A little more common sense and a lot less "misrepresentation" would have served the city of Memphis well in a couple of projects funded with federal dollars.
In the case of FedExForum's parking garage, common sense dictates that the city does not need a second intermodal transfer facility (ITF) within a few blocks of downtown. It already has underused Central Station, which is five blocks away from FedExForum, not to mention a heavily used bus terminal on the north end of downtown near The Pyramid.
Common sense also dictated that when the Grizzlies agreed to come to Memphis if they got a new arena, that arena would need a parking lot. And the Grizzlies would need the revenue from it, plus operating control, in order to help pay the bloated salaries of their players and satisfy the large egos of their staff.
And that's where somebody put one plus one together to get three. Or should we say "free"? The lure of $20 million of "free" money for the garage from federal transportation funds was too much for the city and state to resist. Under pressure to finish the arena "on time and within budget," somebody, or more likely several somebodies, fudged drawings, plans, and applications.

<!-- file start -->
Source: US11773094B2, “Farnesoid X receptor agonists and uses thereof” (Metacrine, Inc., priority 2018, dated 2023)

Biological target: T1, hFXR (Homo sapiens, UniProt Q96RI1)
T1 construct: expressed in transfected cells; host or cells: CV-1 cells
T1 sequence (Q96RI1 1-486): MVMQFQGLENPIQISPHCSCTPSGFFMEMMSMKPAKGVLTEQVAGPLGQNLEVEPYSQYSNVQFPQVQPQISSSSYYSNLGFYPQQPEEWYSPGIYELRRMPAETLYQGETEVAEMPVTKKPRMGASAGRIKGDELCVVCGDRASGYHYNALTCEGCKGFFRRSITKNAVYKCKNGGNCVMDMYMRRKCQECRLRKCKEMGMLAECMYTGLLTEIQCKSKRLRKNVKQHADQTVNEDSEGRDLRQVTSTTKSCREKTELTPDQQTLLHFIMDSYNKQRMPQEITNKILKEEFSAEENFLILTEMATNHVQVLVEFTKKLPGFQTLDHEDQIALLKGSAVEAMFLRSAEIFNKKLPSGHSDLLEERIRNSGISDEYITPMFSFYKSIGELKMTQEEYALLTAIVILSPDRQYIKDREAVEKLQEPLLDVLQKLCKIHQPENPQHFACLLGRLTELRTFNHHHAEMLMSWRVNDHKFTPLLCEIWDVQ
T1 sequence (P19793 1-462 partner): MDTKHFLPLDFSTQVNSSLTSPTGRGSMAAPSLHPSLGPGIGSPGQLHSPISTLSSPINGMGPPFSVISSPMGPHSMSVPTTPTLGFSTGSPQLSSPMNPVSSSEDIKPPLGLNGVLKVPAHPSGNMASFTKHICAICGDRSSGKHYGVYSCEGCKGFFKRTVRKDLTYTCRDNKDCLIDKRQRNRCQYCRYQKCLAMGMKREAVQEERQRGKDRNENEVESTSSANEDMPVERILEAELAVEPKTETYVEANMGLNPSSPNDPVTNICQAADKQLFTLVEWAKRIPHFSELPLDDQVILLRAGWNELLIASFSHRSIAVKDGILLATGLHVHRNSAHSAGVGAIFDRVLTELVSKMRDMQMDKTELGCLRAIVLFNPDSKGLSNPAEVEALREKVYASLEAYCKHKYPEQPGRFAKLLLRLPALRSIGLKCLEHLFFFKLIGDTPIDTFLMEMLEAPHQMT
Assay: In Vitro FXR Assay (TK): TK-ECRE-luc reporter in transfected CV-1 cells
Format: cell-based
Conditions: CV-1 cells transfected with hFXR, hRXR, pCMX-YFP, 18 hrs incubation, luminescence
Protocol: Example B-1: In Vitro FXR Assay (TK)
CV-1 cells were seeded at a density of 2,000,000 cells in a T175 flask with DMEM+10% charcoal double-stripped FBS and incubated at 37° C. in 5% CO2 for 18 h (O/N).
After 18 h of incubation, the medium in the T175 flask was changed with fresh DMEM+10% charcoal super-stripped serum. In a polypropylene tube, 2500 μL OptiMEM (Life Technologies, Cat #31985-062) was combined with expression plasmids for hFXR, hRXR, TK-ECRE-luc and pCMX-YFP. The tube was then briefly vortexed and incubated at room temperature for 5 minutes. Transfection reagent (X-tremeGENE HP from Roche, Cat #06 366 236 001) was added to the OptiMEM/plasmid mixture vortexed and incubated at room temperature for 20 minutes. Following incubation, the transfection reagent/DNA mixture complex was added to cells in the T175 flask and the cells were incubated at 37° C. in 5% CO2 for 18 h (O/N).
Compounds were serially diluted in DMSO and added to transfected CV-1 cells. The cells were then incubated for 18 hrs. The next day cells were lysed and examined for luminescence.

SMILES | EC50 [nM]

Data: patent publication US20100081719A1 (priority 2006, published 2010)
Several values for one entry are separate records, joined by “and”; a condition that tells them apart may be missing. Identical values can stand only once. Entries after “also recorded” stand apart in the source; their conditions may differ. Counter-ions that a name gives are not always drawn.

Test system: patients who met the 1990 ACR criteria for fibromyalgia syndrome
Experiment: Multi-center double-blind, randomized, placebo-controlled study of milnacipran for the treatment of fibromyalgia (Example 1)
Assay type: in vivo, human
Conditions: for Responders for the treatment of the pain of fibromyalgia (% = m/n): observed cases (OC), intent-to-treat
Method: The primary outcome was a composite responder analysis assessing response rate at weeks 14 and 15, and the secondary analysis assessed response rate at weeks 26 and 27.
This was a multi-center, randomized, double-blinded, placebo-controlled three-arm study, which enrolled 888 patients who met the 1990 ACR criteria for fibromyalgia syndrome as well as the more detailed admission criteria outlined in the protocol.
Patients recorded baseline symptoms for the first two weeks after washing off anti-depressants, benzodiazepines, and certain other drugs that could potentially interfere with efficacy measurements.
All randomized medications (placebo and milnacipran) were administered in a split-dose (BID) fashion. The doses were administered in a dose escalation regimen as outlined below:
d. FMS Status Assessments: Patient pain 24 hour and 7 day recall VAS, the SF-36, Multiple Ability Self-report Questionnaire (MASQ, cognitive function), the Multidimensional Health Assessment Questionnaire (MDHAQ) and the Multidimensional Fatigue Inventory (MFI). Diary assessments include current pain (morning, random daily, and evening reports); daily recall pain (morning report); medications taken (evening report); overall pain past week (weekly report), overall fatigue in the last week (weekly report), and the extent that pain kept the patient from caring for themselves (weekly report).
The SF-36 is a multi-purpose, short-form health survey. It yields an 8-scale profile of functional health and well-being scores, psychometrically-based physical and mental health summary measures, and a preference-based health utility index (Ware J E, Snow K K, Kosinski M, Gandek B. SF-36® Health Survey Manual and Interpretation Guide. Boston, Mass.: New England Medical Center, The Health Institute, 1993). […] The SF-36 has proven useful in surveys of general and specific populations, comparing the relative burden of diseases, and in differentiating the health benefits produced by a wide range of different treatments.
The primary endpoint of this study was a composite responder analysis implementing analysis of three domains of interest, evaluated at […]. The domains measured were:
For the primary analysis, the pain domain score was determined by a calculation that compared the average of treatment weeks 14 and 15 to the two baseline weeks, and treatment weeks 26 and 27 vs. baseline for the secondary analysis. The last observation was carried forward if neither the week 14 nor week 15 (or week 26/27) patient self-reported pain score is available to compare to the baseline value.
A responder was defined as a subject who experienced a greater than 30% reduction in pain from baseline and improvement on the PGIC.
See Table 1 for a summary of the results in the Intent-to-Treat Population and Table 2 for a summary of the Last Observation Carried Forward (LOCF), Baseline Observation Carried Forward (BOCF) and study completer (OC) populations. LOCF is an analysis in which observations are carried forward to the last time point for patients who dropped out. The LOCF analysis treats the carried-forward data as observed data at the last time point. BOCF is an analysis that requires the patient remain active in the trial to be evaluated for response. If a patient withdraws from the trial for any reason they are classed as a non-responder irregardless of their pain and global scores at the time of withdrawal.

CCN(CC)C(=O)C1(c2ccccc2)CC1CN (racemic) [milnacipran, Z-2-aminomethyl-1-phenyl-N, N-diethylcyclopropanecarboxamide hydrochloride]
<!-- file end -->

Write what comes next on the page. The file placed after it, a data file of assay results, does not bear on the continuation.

A state audit report calls this "misrepresentation," among a lot of other unflattering things. An FBI investigation will wind up on the desk of the United States attorney, who will decide whether to prosecute anyone. All we can say is, if you're going to prosecute "misrepresentations" on county credit cards even if they are reimbursed, if you're going to criminalize high school football recruiting because of "misrepresentations" of $10,000 payments from a booster to a coach, and if you're going to set up a company to "misrepresent" itself as a computer recycler to catch crooked politicians padding their $16,000 salaries with some juice, then you have little choice but to prosecute someone for a $20 million misrepresentation.
Common sense -- and competent lawyers -- should have told the city and state that federal transportation funds are only to be used for transportation projects, not basketball teams. A private for-profit garage should be privately funded, and that's that.
Ironically, another city project involving federal funds shows a need for a different kind of common sense. Crump Stadium has been functionally useless as anything other than a third-rate high school football field for nearly 40 years. Tearing it down makes all the sense in the world, as Memphis Heritage executive director June West noted when she said this week that "the memories were in the ground."
But in this case, $975,000 in federal funds were scuttled at the 11th hour because the Memphis Landmarks Commission and a state of Tennessee preservationist decided Crump Stadium had historic value and could be shored up and saved. The courage to stand alone for a good cause is commendable, but in this case, the cause was not a good one. Memphis and Central High School will be better served by a new sportsplex.